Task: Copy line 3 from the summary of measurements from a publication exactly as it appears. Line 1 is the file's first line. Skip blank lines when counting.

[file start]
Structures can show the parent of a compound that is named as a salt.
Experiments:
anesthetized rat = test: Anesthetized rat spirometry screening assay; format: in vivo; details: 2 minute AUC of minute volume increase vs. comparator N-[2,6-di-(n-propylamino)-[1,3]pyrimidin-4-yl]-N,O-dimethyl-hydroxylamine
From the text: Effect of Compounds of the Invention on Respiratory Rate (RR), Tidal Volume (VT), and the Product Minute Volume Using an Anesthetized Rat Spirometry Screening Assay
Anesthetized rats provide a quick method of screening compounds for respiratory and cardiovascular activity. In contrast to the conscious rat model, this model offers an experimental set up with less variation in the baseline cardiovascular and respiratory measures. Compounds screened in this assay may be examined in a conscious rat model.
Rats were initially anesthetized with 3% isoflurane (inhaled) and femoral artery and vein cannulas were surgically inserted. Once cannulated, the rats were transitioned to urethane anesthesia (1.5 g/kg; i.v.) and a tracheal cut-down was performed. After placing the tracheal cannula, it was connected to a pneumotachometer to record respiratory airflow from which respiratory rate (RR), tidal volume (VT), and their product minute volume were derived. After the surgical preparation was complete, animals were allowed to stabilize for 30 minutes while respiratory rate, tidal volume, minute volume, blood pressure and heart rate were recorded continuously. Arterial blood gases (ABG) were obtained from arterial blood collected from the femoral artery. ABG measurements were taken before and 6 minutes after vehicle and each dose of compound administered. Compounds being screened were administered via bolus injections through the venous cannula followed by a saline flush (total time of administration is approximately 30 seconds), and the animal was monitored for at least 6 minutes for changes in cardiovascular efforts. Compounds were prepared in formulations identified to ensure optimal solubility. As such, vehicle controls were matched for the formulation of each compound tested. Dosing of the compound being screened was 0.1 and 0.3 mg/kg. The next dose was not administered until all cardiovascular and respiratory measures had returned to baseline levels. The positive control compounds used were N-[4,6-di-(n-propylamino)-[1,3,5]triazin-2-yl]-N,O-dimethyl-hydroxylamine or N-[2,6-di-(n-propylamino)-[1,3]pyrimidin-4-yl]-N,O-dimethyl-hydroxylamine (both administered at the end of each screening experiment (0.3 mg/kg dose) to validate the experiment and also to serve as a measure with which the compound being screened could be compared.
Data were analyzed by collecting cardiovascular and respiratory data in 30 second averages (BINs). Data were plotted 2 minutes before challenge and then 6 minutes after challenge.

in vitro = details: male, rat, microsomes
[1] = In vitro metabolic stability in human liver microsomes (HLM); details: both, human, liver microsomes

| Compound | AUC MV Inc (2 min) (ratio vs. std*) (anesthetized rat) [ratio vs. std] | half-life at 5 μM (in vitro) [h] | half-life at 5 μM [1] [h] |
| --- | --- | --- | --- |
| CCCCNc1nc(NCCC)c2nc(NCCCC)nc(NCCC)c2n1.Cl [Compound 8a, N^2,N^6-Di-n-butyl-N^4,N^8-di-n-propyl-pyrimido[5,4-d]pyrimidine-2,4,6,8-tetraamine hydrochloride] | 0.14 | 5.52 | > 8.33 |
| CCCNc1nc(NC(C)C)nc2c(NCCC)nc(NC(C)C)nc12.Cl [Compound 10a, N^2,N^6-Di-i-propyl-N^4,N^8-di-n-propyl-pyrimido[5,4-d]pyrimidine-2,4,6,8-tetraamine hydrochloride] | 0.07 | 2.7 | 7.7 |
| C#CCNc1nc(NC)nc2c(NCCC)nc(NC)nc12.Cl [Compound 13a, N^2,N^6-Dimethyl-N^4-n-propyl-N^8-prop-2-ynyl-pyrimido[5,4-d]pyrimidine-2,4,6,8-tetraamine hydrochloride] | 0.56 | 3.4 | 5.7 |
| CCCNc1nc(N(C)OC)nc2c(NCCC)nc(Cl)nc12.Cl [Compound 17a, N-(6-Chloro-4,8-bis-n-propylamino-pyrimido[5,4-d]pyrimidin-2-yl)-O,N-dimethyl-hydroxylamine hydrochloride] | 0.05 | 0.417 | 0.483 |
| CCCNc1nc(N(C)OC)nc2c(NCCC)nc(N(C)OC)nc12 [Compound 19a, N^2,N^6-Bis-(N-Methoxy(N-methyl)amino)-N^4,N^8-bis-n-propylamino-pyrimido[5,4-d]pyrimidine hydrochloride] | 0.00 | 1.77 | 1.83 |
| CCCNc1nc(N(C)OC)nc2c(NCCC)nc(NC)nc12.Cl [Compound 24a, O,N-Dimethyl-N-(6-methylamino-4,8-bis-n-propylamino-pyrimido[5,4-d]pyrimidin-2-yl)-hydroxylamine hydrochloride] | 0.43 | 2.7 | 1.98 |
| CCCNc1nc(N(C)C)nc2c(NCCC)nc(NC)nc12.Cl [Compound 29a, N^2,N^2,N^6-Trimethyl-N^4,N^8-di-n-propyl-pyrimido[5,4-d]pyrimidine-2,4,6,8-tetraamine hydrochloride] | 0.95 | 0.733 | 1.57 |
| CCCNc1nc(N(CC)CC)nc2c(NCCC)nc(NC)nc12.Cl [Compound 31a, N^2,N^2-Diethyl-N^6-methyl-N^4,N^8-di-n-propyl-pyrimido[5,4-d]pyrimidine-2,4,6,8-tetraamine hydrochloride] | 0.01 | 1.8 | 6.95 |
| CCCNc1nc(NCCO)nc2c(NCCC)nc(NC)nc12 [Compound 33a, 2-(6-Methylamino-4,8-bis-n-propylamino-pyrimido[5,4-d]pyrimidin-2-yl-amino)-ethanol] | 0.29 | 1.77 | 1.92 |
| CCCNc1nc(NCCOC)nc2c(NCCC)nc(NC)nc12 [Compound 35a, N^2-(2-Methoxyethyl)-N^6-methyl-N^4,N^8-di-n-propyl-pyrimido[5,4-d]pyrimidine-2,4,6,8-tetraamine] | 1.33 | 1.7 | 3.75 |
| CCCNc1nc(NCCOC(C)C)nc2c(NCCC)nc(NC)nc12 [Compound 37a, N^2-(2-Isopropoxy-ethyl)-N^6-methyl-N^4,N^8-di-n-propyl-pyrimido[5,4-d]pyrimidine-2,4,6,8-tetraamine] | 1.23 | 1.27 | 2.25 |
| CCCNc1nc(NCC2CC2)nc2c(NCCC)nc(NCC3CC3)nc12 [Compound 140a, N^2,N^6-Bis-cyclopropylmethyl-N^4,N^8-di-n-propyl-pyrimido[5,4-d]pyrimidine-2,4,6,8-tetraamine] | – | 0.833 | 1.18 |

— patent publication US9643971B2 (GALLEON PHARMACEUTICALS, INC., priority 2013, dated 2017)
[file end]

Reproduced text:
anesthetized rat = test: Anesthetized rat spirometry screening assay; format: in vivo; details: 2 minute AUC of minute volume increase vs. comparator N-[2,6-di-(n-propylamino)-[1,3]pyrimidin-4-yl]-N,O-dimethyl-hydroxylamine